I confess: I have not used site tools in Revit that much. There are a variety of reasons for that: not much opportunity in what I was doing in the past, insufficient tools, etc. But recently I started using them in schematic design, especially because I have made a pact with the devil to obliterate the perception that only SketchUp is adequate for this phase!
Continuing on the usual trend of reporting what doesn’t work in Revit and suggesting possible fixes, I came across a problem today. The same issue in a slightly different context has been reported over the last year by Mr. OpEd. himself, so this bug is not new.
In my case I had a sloping 8” pad for a roadway and another 1’-0” pad for a sidewalk. They share the same edges, yet the toposurface started bleeding through. What is most peculiar is that the surface of the topography itself was actually below the pads, yet it was bleeding upwards to 6” above the hosted level of the pads. This elevation turns out to be the underside of the sidewalk pad had it been perfectly flat. As a side note, the green form was built out of a sloping floor to represent grass since we cannot have overlapping pads.
This bug is obviously related to sloping pads. In this example, I copied and pasted the slope arrow between the two pads so they would be exactly co-planar, yet the bleeding issue still happened. After a bit of playing around with the thickness of the sidewalk pad and changing the Height Offset from Level parameter (note: I was not going for sectional accuracy here), I got the bleeding to stop. First I changed the sidewalk pad thickness to 1’-2”, then offset the pad downwards and then back up to the original offset. Behavior is very inconsistent as bleeding stops after making an offset change and reverting to the previous value.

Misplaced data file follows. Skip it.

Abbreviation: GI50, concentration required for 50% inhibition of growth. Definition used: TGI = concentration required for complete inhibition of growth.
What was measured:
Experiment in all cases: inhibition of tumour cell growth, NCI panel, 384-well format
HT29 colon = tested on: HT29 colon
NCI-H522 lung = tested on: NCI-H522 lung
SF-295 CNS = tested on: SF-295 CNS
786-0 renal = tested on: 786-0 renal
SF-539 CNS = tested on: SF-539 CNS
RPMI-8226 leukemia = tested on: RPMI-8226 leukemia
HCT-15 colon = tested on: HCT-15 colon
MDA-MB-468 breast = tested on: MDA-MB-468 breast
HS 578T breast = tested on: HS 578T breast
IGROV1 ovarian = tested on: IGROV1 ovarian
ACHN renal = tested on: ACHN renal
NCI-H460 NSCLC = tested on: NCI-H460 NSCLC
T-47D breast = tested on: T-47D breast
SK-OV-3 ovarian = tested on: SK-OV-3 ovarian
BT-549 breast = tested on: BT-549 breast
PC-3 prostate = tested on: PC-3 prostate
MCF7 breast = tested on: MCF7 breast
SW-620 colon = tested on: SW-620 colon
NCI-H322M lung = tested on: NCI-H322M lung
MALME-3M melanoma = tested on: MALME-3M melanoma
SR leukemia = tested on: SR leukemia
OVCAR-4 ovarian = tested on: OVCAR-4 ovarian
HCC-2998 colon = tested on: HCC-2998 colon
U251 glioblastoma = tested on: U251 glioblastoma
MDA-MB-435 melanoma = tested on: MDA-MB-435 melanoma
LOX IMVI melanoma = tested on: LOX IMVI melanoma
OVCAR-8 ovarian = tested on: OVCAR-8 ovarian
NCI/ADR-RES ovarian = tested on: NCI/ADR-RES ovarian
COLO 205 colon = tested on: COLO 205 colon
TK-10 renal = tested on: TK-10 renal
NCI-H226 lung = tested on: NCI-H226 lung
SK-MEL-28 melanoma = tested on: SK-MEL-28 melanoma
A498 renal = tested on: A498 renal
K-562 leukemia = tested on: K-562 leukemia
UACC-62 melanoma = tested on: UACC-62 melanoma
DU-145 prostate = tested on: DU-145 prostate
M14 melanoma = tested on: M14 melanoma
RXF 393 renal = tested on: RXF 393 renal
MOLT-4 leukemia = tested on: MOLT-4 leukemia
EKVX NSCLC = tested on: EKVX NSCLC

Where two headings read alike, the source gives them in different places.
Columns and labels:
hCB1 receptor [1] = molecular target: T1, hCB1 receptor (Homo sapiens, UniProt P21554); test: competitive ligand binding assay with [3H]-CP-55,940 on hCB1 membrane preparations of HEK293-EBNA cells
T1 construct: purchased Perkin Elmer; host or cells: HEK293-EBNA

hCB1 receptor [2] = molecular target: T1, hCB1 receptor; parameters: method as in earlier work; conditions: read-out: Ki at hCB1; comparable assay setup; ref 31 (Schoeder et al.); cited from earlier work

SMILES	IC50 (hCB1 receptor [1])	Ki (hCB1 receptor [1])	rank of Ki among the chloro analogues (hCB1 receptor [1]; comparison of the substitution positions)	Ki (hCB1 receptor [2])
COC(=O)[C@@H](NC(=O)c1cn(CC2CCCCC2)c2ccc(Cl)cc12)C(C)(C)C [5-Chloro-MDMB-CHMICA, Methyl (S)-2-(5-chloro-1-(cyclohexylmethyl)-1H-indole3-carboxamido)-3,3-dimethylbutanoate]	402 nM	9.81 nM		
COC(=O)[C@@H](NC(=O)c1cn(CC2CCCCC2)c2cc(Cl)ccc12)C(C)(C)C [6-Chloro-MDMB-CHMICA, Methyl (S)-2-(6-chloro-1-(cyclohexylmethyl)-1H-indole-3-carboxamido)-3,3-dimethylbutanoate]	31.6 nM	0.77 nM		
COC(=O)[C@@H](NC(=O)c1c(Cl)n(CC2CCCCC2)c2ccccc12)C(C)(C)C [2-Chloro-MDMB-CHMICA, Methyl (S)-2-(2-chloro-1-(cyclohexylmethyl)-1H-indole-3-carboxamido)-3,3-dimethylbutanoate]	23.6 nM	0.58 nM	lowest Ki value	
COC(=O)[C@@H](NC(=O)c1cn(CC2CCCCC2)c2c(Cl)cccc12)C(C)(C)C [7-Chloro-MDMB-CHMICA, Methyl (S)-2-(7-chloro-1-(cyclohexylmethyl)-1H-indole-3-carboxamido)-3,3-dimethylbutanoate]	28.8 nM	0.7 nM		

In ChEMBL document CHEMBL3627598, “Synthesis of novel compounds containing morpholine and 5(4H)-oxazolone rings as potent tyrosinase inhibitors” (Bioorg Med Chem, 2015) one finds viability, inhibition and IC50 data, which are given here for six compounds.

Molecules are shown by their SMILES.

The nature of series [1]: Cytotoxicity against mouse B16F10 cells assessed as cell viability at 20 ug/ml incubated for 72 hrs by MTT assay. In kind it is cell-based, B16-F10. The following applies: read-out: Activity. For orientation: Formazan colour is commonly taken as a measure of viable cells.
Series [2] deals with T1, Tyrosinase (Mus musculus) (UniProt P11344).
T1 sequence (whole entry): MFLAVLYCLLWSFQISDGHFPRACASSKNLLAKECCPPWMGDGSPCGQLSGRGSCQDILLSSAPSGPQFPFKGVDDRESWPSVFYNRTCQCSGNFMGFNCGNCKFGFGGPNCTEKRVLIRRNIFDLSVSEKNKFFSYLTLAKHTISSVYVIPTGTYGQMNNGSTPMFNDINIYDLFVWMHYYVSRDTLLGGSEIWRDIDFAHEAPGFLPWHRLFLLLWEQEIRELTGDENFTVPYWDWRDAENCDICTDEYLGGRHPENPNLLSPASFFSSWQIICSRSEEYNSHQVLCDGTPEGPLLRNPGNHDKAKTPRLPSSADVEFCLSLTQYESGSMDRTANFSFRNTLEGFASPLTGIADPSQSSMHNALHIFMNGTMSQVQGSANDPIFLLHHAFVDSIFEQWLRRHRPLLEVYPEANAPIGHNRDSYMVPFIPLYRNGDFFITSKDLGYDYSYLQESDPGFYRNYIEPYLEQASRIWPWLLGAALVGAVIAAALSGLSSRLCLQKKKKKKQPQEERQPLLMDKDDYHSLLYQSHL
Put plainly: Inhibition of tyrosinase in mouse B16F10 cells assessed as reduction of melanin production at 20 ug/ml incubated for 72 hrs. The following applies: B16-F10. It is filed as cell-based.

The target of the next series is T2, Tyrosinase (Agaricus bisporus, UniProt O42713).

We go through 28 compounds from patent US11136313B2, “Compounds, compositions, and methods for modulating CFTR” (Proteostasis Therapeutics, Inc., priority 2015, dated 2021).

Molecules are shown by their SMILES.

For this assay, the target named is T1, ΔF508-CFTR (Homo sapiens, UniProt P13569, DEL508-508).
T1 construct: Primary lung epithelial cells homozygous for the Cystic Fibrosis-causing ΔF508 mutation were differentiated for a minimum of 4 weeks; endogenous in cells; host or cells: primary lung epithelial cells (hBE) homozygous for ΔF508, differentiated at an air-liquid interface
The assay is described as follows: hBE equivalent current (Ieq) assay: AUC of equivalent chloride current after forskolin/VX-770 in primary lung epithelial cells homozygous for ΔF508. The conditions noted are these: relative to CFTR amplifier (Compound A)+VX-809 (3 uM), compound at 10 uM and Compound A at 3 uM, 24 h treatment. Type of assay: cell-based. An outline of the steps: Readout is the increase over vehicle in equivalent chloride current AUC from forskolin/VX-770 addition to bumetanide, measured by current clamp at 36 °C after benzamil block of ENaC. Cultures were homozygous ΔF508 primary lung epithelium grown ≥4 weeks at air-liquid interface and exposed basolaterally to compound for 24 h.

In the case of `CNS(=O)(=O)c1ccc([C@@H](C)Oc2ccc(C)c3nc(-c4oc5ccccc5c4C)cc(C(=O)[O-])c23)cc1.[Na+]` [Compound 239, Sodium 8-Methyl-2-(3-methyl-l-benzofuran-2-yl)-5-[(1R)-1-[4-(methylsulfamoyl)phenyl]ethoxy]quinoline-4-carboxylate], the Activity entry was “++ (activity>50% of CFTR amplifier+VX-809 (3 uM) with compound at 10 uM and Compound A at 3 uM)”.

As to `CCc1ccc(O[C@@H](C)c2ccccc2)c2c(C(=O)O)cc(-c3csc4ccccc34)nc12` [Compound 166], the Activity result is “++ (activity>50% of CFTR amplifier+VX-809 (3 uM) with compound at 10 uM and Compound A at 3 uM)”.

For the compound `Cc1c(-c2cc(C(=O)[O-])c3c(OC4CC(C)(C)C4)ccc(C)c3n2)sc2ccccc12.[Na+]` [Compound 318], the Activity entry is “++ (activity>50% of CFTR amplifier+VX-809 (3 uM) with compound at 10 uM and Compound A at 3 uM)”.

I also noticed that when changing the pad from a thicker to a thinner one or vice versa, the toposurface did not update. As you can see, I changed the sidewalk slab from 1’-2” back to 1’-0” and ended up with a 2” gap. Not Revising Instantly now, are we?
Anyway, I kept thinking about this as the issue kept cropping up all over the place while working on the above site model and I was tired of trial and error solutions. Finally I nailed down the problem behavior thanks to the previously mentioned observation about the elevation of the bleeding edge. The next series of images explain the problem and solution.
So the key is to model your pad so that without any slope arrow, it is in line with any other pad, at the lowest elevation. Then add the slope arrow to make the pad slope upwards. The slope arrow direction does not seem to matter so in the above example, it could be rotated 180 degrees with the head getting the 10’-0” offset and the tail remaining at 0, and the result would be the same. Hope this is helpful!